For me, the meaning of Easter is quite personal:  whatever I have done (or left undone) … whatever I have said (or left unsaid) … whatever ways I am imperfect (read that as “human”) … there is NOTHING that can keep God from finding me, reaching out to me and LOVING me … loving life into me!

Nothing. Period. Not even death.

How do I know?

Because death couldn’t contain God’s love from showing on that first Easter morning.

Paul said it even better than I can. Here’s the Message version of it: (Romans 8:38-39)

31-39 So, what do you think? With God on our side like this, how can we lose? If God didn’t hesitate to put everything on the line for us, embracing our condition and exposing himself to the worst by sending his own Son, is there anything else he wouldn’t gladly and freely do for us? And who would dare tangle with God by messing with one of God’s chosen? Who would dare even to point a finger? The One who died for us—who was raised to life for us!—is in the presence of God at this very moment sticking up for us. Do you think anyone is going to be able to drive a wedge between us and Christ’s love for us? There is no way! Not trouble, not hard times, not hatred, not hunger, not homelessness, not bullying threats, not backstabbing, not even the worst sins listed in Scripture:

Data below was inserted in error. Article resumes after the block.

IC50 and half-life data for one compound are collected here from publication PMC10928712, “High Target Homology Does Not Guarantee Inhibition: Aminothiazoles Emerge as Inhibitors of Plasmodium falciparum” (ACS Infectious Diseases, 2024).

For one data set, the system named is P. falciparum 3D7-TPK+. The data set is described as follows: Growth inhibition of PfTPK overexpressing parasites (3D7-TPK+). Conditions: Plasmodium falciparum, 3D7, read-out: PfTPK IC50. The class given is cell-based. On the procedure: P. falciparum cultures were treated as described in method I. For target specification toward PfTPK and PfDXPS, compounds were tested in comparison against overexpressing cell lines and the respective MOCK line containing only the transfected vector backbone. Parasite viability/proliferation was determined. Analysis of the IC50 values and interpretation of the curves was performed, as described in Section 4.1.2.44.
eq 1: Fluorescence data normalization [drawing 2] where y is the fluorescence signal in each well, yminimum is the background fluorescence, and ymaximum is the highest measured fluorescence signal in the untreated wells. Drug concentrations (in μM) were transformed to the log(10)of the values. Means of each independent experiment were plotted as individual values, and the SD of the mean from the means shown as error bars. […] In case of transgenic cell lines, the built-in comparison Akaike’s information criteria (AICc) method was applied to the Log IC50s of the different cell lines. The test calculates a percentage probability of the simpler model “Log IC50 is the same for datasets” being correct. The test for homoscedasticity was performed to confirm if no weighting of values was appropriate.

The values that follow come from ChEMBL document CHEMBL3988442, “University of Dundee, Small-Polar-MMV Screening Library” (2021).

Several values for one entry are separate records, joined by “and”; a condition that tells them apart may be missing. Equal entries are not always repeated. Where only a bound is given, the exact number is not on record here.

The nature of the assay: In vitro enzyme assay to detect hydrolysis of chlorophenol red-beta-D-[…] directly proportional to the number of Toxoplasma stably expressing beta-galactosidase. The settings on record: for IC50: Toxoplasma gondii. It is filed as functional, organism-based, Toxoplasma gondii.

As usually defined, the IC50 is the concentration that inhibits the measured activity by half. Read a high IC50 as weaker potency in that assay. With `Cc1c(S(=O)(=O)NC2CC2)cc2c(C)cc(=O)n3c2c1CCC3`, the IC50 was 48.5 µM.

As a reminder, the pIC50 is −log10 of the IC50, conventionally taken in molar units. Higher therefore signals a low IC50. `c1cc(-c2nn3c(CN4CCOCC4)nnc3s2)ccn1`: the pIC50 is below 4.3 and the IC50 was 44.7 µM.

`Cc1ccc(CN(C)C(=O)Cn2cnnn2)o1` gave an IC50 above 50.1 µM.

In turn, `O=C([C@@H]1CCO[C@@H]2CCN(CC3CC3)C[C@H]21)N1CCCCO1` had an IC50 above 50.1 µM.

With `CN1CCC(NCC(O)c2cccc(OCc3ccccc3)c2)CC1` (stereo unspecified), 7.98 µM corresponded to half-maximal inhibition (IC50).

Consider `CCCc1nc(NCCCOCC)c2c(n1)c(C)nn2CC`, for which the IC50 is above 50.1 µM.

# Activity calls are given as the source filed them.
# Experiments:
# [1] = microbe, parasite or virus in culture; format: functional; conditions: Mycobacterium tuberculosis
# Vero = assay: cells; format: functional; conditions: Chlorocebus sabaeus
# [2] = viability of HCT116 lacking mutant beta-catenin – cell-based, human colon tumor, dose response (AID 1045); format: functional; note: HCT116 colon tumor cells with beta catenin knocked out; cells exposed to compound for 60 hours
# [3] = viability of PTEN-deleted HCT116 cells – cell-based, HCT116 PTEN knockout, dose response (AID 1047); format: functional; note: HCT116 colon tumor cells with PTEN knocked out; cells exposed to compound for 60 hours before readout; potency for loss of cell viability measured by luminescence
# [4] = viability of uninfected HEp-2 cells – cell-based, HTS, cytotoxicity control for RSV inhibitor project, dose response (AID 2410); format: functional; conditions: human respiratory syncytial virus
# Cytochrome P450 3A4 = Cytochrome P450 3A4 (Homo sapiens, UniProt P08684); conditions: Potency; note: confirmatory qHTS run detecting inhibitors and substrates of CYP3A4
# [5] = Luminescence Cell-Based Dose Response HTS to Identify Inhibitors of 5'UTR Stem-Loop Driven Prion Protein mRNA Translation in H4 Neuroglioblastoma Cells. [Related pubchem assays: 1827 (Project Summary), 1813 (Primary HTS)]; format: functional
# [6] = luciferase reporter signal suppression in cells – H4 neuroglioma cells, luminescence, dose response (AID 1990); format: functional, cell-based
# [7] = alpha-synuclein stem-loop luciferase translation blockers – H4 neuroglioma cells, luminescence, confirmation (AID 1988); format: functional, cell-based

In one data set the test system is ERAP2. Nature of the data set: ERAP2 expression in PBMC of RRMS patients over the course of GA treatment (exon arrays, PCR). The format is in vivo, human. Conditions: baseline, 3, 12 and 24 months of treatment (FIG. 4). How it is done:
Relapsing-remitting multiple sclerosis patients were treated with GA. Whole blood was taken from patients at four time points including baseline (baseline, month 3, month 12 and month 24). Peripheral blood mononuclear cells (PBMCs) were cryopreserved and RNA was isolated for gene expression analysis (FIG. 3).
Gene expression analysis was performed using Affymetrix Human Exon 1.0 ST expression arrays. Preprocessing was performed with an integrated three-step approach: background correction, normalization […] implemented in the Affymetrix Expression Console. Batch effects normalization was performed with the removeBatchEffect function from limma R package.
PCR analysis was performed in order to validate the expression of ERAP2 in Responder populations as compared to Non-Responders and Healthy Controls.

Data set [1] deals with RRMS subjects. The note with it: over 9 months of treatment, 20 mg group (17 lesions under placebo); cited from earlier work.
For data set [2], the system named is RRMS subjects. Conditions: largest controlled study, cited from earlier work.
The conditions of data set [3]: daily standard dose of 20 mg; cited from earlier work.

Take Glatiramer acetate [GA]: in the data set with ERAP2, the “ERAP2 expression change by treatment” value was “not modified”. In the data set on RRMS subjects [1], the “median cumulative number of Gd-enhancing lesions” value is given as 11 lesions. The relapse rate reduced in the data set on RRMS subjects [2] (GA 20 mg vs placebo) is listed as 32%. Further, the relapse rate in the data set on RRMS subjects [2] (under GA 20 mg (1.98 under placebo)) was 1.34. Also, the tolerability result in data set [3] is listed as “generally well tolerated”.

They kill us in cold blood because they hate you.
We’re sitting ducks; they pick us off one by one.

None of this fazes us because Jesus loves us. I’m absolutely convinced that nothing—nothing living or dead, angelic or demonic, today or tomorrow, high or low, thinkable or unthinkable—absolutely nothing can get between us and God’s love because of the way that Jesus our Master has embraced us.

Happy Easter, everybody!

Christ is Risen!
He is risen, indeed!

See you in church tomorrow morning at 10.

Pastor Deb

2 Comments

  1. My sense of original sin is simply the moment of the birth of the ego in which we can/do see ourselves as separate from God, that we don’t need God. The Adam/Eve story to me is about God showing us that humans are nothing when powered by the ego and that all joy, all love and connection without guilt or fear is through our connection and obedience to God’s way.

    Also, God, to me is not reaching out to people any more than the Sun is reaching out. God is simply fully available like the father in the prodigal son story. He didn’t go looking for the prodigal son. He simply stayed in his estate with open heart, open arms and when the son was ready, he came back to the father.

    I want to comment that this is a beautiful sermon for Easter; thanks.